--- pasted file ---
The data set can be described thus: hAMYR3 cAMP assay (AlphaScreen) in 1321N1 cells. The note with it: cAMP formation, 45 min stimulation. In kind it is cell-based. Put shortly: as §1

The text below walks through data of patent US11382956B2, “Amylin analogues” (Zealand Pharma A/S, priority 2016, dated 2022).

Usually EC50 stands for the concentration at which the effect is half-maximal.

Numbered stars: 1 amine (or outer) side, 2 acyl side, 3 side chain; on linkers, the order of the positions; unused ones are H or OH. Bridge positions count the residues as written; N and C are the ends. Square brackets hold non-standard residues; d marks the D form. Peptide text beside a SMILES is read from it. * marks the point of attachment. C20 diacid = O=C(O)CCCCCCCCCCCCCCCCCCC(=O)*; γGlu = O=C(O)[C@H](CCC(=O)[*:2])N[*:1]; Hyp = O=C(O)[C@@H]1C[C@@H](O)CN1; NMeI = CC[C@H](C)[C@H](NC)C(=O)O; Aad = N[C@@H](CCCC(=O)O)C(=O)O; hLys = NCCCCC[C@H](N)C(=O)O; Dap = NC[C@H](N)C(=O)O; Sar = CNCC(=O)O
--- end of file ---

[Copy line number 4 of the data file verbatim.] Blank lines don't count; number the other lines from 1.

Numbered stars: 1 amine (or outer) side, 2 acyl side, 3 side chain; on linkers, the order of the positions; unused ones are H or OH. Bridge positions count the residues as written; N and C are the ends. Square brackets hold non-standard residues; d marks the D form. Peptide text beside a SMILES is read from it. * marks the point of attachment. C20 diacid = O=C(O)CCCCCCCCCCCCCCCCCCC(=O)*; γGlu = O=C(O)[C@H](CCC(=O)[*:2])N[*:1]; Hyp = O=C(O)[C@@H]1C[C@@H](O)CN1; NMeI = CC[C@H](C)[C@H](NC)C(=O)O; Aad = N[C@@H](CCCC(=O)O)C(=O)O; hLys = NCCCCC[C@H](N)C(=O)O; Dap = NC[C@H](N)C(=O)O; Sar = CNCC(=O)O